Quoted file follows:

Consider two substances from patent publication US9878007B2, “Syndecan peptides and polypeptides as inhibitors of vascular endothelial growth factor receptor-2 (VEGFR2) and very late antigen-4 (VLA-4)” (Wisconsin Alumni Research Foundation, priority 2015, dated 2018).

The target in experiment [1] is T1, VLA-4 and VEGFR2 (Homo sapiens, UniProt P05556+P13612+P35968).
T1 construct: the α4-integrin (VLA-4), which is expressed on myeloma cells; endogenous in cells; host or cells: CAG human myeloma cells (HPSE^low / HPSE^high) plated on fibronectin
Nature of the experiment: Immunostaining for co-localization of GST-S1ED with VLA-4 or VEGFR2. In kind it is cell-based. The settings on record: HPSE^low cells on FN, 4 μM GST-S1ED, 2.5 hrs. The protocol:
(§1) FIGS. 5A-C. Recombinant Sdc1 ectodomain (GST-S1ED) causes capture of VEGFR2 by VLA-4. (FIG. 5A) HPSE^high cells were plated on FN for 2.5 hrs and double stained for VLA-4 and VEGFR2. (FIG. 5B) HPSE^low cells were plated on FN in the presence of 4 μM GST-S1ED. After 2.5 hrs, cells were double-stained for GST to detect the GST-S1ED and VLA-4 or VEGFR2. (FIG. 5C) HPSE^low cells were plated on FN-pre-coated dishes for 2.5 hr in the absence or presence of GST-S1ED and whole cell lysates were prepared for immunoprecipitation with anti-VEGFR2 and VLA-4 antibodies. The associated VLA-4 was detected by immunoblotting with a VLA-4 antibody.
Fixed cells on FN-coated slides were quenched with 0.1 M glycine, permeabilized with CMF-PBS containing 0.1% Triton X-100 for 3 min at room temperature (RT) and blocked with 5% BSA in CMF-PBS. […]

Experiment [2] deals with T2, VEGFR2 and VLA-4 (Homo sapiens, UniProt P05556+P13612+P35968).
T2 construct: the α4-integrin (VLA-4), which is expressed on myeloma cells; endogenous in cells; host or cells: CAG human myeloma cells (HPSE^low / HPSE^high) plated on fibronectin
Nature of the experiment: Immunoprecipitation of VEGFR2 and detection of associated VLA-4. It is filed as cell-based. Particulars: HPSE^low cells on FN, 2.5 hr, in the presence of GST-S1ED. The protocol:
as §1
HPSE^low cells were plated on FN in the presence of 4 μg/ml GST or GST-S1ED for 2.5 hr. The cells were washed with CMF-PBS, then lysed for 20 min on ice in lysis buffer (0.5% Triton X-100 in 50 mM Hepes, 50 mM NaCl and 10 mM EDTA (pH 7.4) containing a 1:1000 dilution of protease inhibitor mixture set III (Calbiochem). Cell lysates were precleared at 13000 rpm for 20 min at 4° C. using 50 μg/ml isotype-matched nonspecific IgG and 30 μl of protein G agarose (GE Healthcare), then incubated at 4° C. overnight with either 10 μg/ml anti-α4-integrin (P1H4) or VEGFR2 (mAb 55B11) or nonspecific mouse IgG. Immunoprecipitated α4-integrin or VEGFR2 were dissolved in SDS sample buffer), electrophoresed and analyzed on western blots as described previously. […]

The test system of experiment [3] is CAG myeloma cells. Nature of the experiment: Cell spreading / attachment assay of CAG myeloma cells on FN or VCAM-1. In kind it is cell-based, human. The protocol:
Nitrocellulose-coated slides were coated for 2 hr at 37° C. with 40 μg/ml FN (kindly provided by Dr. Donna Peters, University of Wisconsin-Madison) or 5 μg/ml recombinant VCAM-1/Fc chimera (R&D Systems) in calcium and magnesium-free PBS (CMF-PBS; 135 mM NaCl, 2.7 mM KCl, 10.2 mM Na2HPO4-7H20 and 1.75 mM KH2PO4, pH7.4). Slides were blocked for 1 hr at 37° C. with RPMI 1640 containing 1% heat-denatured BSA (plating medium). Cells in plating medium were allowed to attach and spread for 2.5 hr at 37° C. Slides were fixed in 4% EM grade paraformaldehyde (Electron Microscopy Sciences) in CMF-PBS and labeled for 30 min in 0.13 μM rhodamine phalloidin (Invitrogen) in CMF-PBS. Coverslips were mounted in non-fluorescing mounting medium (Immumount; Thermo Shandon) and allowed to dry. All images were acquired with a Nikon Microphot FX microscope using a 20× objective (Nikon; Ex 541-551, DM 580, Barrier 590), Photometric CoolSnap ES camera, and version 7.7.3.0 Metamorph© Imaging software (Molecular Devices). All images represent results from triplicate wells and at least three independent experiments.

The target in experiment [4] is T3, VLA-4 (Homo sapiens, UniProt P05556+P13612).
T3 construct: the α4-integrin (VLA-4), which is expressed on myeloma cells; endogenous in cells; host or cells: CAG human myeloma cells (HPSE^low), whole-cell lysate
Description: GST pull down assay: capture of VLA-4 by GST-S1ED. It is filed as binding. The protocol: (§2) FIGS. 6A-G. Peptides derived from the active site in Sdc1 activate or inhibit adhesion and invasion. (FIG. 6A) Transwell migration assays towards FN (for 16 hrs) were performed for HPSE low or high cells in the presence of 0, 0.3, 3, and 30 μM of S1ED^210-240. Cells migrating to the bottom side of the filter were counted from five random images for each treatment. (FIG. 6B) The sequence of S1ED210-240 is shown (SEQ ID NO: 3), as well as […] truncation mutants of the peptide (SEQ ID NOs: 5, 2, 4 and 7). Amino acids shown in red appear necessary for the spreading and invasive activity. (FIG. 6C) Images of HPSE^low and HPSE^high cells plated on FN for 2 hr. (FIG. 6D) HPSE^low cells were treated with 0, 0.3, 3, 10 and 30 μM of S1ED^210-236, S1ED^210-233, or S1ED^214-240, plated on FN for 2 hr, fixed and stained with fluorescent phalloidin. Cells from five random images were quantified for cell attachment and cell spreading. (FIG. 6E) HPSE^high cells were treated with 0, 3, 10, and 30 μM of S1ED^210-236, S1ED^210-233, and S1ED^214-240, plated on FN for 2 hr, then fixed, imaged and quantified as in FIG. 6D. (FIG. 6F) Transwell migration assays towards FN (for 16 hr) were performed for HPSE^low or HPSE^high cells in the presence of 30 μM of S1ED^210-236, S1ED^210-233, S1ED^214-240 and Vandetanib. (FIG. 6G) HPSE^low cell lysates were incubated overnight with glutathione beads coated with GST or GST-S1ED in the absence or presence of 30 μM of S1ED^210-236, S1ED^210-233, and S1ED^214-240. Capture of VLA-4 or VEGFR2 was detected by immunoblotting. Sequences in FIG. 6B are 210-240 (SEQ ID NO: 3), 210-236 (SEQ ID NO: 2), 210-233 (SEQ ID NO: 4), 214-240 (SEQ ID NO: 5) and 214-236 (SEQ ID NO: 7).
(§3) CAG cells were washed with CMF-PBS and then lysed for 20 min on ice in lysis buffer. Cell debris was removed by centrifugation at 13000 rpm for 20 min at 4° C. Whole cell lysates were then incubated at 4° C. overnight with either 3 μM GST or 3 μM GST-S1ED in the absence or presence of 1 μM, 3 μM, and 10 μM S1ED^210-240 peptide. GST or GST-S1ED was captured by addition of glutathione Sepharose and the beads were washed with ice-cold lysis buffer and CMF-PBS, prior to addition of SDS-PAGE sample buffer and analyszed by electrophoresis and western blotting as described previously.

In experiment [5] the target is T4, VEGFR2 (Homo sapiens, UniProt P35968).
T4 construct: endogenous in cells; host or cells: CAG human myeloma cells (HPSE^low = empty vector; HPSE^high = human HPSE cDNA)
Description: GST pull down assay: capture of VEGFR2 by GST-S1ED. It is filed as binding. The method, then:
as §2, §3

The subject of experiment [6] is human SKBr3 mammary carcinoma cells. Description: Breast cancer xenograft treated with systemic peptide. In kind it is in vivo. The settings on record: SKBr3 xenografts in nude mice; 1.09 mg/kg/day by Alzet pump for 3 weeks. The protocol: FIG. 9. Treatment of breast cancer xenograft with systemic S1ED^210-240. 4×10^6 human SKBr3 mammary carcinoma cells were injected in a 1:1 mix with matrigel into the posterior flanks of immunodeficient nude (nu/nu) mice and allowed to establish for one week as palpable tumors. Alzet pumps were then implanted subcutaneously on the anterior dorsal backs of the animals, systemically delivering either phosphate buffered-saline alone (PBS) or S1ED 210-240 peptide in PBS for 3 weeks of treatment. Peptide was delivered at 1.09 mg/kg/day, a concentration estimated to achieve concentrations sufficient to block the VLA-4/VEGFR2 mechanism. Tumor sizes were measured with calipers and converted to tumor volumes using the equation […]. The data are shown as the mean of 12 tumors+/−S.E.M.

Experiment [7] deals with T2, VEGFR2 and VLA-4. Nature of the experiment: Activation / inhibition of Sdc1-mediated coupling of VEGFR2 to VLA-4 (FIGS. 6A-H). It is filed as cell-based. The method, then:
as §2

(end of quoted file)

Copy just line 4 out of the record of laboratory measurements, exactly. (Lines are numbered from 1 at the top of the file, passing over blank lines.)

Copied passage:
Nature of the experiment: Immunostaining for co-localization of GST-S1ED with VLA-4 or VEGFR2. In kind it is cell-based. The settings on record: HPSE^low cells on FN, 4 μM GST-S1ED, 2.5 hrs. The protocol: